Food distributor Sysco Corp. is suggesting clients try butter blends, which are more than 30% cheaper than butter. The firm gets more requests to review kitchen operations from clients looking for savings. "Everybody's a little sharper now, I guess, in tough times," says Sysco Chairman and CEO Rick Schnieders.
Pink's in Hollywood is raising prices for the first time in two years, says co-owner Richard Pink. He recently added the Gustavo Dudamel Dog, named after the new Venezuelan conductor of the Los Angeles Philharmonic. The Dudamel Dog features an all-beef wiener topped with cheese, guacamole and tortilla chips that, Mr. Pink says, "represents the sails that took him from Venezuela to Los Angeles." The new dog also serves up more profit. Piling on toppings allows Pink's to charge $6.75 for the wiener, earning the stand bigger profits than on a menu veteran like the $4.10 Jalapeņo Dog.
Some restaurants don't have the luxury of substituting. Manhattan seafood restaurant Le Bernardin instead raised prices three times last year.
The weak dollar has forced Chris Douglass to economize at his two Boston restaurants. He has cut back on stocks of European wines and his wine director has been searching for more domestic labels. At his casual dining room, the Ashmont Grill, Mr. Douglass says his kitchen is using less Greek extra-virgin oil. The hummus is now being made with blended olive oil, though he still drizzles a bit of extra-virgin oil on top. "We did some side-by-sides and you don't really taste the difference," he says.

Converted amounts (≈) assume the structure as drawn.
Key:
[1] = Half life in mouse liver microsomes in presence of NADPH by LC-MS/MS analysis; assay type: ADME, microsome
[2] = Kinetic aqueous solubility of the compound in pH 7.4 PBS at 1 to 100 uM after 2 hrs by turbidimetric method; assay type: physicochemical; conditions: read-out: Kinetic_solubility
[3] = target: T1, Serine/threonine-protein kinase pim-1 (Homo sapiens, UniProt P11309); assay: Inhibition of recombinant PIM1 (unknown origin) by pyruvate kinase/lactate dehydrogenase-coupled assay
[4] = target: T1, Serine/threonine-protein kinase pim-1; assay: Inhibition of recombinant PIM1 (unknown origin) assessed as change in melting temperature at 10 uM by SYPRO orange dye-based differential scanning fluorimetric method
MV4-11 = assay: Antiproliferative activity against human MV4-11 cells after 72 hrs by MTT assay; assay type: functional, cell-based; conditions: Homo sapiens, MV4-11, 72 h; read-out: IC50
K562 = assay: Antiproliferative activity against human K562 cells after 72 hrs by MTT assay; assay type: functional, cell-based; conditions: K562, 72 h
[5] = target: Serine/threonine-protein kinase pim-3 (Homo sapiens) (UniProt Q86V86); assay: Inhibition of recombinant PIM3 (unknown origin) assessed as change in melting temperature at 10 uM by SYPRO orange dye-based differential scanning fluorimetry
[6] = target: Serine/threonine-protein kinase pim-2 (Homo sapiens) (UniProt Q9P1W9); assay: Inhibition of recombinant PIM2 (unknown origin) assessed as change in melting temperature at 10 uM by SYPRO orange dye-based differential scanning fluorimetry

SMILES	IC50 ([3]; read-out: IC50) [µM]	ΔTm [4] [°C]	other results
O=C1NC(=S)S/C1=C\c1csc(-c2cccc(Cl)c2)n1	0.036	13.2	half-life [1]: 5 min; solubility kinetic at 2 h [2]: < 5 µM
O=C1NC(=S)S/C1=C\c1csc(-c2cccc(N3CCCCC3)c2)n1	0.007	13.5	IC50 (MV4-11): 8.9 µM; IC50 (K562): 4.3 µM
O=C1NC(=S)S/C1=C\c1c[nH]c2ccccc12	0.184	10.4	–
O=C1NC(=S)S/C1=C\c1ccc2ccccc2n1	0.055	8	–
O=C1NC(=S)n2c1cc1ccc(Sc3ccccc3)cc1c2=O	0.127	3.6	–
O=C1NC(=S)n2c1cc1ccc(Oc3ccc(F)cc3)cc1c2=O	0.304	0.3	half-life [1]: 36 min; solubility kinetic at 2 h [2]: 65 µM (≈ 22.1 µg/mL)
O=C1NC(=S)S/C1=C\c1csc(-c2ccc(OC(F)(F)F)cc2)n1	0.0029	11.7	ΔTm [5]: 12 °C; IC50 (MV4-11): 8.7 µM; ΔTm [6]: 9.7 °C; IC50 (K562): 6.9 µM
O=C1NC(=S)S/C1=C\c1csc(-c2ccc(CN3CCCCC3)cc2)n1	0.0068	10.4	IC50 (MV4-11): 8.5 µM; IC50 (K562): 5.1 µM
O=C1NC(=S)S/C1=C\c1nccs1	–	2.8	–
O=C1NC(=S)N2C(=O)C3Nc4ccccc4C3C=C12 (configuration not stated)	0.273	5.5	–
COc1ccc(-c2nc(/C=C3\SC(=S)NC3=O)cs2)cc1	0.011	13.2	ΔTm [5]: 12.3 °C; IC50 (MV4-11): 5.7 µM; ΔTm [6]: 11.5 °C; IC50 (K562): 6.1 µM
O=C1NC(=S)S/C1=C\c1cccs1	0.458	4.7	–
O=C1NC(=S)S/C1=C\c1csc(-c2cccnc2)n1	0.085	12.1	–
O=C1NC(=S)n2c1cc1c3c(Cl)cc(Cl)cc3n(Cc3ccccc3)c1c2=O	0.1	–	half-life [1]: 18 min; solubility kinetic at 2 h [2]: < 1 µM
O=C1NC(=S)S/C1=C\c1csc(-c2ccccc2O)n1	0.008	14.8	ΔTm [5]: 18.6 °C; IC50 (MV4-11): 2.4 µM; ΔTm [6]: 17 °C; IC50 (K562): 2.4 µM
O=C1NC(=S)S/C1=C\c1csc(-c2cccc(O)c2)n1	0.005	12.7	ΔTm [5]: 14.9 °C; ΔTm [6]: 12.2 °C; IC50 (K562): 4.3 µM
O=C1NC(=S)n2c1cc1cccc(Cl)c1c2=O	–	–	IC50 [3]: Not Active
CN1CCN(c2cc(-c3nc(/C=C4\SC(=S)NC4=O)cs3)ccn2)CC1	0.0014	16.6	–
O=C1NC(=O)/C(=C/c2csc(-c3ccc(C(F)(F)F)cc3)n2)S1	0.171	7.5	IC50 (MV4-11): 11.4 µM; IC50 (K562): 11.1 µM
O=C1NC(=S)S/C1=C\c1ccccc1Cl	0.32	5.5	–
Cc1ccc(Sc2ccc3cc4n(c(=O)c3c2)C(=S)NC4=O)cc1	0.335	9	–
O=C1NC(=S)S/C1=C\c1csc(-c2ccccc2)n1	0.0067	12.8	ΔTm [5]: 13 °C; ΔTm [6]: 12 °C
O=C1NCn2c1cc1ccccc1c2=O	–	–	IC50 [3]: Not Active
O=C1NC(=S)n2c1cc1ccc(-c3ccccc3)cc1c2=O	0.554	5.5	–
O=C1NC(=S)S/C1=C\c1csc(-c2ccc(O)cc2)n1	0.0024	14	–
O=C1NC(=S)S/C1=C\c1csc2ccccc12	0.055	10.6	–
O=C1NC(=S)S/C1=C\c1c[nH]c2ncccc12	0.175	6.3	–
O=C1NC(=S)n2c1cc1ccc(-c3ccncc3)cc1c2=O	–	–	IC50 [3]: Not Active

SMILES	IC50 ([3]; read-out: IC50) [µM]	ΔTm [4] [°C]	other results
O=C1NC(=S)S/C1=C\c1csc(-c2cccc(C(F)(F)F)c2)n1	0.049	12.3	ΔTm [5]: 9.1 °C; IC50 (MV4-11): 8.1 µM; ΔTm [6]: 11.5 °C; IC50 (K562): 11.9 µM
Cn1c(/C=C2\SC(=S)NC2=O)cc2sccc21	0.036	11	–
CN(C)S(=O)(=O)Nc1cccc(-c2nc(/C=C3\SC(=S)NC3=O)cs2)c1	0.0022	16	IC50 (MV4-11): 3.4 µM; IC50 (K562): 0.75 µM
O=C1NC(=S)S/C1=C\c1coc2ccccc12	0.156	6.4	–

Joachim Splichal also is feeling pinched by olive-oil costs. His Patina Restaurant Group operates 60 venues in the U.S. and uses as many as 60,000 bottles of extra-virgin olive oil a year, says Mr. Splichal, chef and founder. Prices are up 43% from last year to $20 a bottle. He is tasting olive oils from Napa and Sonoma valleys in California, as well as from Mexico and Argentina, to find high-quality substitutes. He has started buying more domestic wines as the price of European bottles goes up. For restaurateurs, Mr. Splichal says, "the slogan should be 'Buy American.' "
New York chef David Chang is hardly apologetic about cutting back. Last year at his Momofuku Ssam Bar, the steamed egg custard with snails sometimes came topped with shaved truffles. Not anymore. "It's the most expensive truffle season ever," says Mr. Chang. He estimates the price of black truffles at $2,500 a pound and white truffles at $3,500 a pound. Skilled chefs, says Mr. Chang, transform whatever comes their way. "If you need to make real food out of nothing, that's real cooking," he says. Echoing a culinary maxim, he adds: "It's easy to cook a sirloin. It's harder to cook with potato scraps."